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Examining Individual and Neighborhood-Level Risk Factors for Delivering Preterm
Dooley, Pamela A.

2009, PhD, University of Cincinnati, Arts and Sciences : Sociology.

This dissertation examines the relationship between several neighborhood and individual-level factors and the probability of delivering a preterm infant. Infants born prematurely, or at less than 37 weeks of gestation, have a greater risk of long-term developmental disabilities, such as cerebral palsy, than infants born at full term. This research draws on various perspectives on the social causes of health to illustrate pathways that may account for neighborhood socioeconomic and racial differences in preterm birth. I hypothesize that neighborhood concentrated disadvantage influences preterm birth indirectly through smoking, medical risk, and perceived neighborhood support. Traditionally, the birth outcome literature has focused on individual-level risk factors. Neighborhood concentrated disadvantage is expected to affect preterm birth, in part, by patterning exposure to stress, which can compromise overall health by increasing the likelihood of having a medical risk, such as hypertension, or smoking during pregnancy. In turn, such illnesses and smoking can lead to the onset of preterm labor. As a community-level social resource, perceived neighborhood support is expected to function by buffering the impact of adverse neighborhood conditions. Living in a community where residents believe that their neighbors are supportive and can be depended upon in times of need should reduce the likelihood of delivering preterm, especially in disadvantaged communities. Maternal black race and older maternal age—also included in the model—are hypothesized to influence preterm birth indirectly through medical risk.

This study made use of data from the U.S. Census and Ohio birth certificate files as well as the Greater Cincinnati Community Health Status Survey. The path model’s dependent variables were binary or continuous and information was combined from two-level logistic and linear regression analysis to compute a comparable metric for the model, which allowed for a comparison of the relative strength of the predictors. Neighborhood concentrated disadvantage had significant indirect effects on preterm birth through medical risk and smoking, but not perceived neighborhood support. An indirect relationship between black maternal race (compared to white) and preterm birth, through medical risk, was also found and the overall effect of black maternal race on preterm birth was suppressed somewhat by smoking since black mothers were less likely than white mothers to smoke while pregnant. Medical risk during pregnancy operated as a causal mechanism linking older maternal age (e.g., 35 years of age and older) with an increased likelihood of delivering preterm. Although statistically significant, the indirect effects were relatively weak. Compared to other predictors, neighborhood concentrated disadvantage had the strongest effect on preterm birth, medical risk, and maternal smoking—the three individual-level outcomes in this study. This dissertation extends the literature on neighborhood effects and birth outcomes by providing support for causal mechanisms linking neighborhood socioeconomic status, and the findings demonstrate the need to contextualize individual-level risk factors for preterm birth. Given the relatively weak indirect effects, however, this research also demonstrates that these multilevel relationships are complex and additional theoretical and empirical work is needed to better specify the causal mechanisms.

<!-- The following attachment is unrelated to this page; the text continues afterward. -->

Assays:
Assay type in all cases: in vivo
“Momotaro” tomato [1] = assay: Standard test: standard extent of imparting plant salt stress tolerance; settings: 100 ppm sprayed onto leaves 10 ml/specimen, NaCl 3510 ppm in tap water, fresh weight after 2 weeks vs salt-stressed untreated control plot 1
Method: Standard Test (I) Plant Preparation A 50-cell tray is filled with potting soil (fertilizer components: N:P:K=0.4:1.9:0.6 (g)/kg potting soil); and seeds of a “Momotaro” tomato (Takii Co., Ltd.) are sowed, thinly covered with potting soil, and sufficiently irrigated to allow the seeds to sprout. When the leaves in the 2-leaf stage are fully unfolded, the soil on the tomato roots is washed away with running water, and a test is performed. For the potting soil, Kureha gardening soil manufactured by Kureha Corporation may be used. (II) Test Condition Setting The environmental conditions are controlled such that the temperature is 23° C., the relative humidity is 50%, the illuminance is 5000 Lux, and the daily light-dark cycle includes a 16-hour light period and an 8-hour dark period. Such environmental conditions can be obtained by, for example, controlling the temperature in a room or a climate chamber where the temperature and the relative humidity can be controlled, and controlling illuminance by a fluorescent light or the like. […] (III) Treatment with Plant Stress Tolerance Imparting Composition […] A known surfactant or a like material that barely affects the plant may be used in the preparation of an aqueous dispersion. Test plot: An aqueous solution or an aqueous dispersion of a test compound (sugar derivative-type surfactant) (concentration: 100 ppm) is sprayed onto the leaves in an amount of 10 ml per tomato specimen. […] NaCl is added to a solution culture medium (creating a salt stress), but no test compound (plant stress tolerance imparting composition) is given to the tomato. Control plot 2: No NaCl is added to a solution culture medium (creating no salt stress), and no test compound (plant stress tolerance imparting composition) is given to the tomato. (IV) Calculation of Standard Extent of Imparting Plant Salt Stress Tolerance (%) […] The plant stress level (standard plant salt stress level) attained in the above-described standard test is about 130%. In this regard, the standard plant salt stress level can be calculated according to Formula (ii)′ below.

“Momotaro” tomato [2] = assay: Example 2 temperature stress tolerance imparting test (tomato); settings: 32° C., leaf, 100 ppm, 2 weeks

Phillip Neal Ritchey, PhD (Committee Chair)
Jennifer Malat, PhD (Committee Member)
Jeffrey Timberlake, PhD (Committee Member)
Paula Dubeck, PhD (Committee Member)
189 p.

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Dooley, P. (2009). Examining Individual and Neighborhood-Level Risk Factors for Delivering Preterm. (Electronic Thesis or Dissertation). Retrieved from

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Dooley, Pamela. "Examining Individual and Neighborhood-Level Risk Factors for Delivering Preterm." Electronic Thesis or Dissertation. University of Cincinnati, 2009. OhioLINK Electronic Theses and Dissertations Center. 22 Nov 2017.

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Dooley, Pamela "Examining Individual and Neighborhood-Level Risk Factors for Delivering Preterm." Electronic Thesis or Dissertation. University of Cincinnati, 2009.


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